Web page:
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Locomotives At The Bottom Of The Ocean Have Historian Puzzled

A Pioneer locomotive, owned by the Smithsonian. (Credit: Smithsonian Museum)

A Pioneer locomotive, owned by the Smithsonian. (Credit: Smithsonian Museum)

John Ostapkovich John Ostapkovich
John Ostapkovich brings humor and wit, and a wealth of experience...
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By John Ostapkovich

PHILADELPHIA (CBS) – The Philadelphia Chapter of the Explorers Club hears tonight from a Central Jersey man who has spent years investigating two mid-19th Century locomotives in an unusual place — the ocean bottom.

Technical illustrator Dan Lieb wears other hats too. As Director of the Sunken Locomotives Project for the New Jersey Museum of Transportation, he’s dived to these two train engines, deteriorating on the ocean floor about five miles off Long Branch.

“I was already in the New Jersey Historical Divers Association, researching shipwrecks, and, well, we figured locomotives on the bottom, this has to be cargo, this has to be from a ship, and when I first saw them I was impressed at how they exhibited technology from a bygone era.”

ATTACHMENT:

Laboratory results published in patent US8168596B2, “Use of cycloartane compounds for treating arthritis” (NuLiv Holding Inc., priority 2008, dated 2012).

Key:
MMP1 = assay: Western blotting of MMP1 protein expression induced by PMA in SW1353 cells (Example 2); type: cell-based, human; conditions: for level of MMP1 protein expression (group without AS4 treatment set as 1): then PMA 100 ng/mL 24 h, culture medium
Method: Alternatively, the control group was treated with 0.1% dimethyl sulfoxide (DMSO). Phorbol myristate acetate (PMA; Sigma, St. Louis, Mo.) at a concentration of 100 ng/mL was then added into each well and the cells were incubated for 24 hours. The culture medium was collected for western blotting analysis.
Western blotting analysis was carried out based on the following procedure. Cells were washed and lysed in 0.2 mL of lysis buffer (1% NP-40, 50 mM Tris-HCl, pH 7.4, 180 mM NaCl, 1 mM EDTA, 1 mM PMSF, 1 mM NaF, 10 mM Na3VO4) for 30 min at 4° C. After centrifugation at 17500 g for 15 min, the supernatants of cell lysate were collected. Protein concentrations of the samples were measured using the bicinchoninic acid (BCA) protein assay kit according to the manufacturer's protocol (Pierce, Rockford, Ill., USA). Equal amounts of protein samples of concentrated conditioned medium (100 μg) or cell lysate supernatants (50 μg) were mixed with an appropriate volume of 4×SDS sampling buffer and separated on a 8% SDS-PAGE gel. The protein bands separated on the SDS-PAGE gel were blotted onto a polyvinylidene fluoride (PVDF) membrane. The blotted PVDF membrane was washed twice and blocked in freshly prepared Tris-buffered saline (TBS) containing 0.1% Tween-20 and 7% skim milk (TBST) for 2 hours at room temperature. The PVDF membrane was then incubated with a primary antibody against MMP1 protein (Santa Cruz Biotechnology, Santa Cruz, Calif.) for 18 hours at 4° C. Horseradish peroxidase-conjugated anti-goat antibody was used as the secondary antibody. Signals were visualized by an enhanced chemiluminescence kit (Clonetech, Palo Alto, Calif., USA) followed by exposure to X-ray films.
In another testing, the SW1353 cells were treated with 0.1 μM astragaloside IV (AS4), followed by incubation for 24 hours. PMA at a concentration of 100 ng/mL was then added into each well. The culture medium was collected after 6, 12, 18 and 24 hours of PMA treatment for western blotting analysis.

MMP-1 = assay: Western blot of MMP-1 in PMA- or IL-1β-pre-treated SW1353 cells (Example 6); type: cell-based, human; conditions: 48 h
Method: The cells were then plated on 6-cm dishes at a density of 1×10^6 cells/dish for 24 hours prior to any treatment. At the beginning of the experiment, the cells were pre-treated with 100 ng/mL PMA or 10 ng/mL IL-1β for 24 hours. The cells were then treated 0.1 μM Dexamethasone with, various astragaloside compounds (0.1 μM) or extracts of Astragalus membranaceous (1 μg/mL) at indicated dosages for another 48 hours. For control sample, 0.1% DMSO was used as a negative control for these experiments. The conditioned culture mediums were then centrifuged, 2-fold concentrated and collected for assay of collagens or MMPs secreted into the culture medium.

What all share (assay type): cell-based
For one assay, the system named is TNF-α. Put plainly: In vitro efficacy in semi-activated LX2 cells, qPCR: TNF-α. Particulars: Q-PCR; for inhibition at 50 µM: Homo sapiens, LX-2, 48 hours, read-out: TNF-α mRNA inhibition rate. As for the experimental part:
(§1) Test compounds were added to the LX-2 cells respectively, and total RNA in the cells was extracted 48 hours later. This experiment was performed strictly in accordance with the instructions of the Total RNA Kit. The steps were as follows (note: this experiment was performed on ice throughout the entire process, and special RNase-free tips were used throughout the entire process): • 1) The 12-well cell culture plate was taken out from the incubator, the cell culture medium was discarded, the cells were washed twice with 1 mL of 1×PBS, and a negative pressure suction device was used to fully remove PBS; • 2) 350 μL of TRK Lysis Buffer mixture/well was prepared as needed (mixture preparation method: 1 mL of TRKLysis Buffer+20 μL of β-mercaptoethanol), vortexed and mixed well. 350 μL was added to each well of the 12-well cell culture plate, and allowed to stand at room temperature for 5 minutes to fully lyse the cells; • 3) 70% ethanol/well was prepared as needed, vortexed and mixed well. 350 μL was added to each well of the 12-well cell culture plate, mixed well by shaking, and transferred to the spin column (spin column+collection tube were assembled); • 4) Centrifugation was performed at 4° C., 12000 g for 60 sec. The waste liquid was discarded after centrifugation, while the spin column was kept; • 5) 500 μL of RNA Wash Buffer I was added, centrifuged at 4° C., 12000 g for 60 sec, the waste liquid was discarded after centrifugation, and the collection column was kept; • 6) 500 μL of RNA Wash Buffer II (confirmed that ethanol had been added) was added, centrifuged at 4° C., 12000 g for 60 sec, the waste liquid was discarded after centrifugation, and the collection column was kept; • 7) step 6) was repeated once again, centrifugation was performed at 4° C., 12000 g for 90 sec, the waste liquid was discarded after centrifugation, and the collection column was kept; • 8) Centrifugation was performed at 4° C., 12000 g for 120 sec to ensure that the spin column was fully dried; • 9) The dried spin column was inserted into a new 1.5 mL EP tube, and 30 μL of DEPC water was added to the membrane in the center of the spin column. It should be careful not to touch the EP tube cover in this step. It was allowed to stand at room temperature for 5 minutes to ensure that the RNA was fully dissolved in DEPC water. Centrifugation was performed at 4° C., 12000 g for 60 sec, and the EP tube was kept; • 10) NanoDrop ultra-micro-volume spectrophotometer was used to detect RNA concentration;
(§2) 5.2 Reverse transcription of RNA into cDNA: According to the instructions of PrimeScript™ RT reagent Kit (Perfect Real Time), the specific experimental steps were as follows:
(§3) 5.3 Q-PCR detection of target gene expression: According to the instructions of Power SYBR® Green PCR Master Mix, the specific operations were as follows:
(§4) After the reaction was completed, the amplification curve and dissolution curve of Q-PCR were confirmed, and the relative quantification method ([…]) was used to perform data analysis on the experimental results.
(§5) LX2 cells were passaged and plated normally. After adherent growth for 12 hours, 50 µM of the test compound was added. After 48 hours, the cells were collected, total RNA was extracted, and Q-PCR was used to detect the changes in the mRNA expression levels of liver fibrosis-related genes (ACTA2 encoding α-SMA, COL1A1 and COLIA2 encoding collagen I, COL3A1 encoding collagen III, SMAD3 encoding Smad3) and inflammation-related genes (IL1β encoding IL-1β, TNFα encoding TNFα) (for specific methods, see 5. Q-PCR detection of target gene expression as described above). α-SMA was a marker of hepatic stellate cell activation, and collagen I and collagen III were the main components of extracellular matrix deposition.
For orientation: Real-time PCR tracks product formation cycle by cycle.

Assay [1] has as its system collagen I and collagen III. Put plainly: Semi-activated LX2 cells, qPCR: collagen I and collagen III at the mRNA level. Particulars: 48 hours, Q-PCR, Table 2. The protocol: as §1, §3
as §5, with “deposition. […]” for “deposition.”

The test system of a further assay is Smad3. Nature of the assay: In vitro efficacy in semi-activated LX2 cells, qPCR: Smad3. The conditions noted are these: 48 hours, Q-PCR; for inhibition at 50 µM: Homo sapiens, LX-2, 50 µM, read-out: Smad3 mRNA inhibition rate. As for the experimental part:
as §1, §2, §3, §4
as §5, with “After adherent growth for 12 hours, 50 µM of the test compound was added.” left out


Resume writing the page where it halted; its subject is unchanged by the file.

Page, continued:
Lieb says it appears these machines, with 2-2-2 wheel configuration, had pushed small locomotive design about as far as it could go. Though the wooden parts have rotted, the metal reveals design characteristics similar to the 11-ton Pioneer engine owned by the Smithsonian (pictured).

“Our locomotives dwarf the Pioneer. Our locomotives are big, much bigger than the Pioneer and yet nobody thought that they made little 2-2-2’s that big.  We’ve got a small locomotive built as big as it could possibly get before you just had to start adding more wheels.”

He says the museum got title to the locomotives as salvage and seems likely to pull important parts to the surface, in an attempt to solve the mysteries: where were they built? And where were they going?

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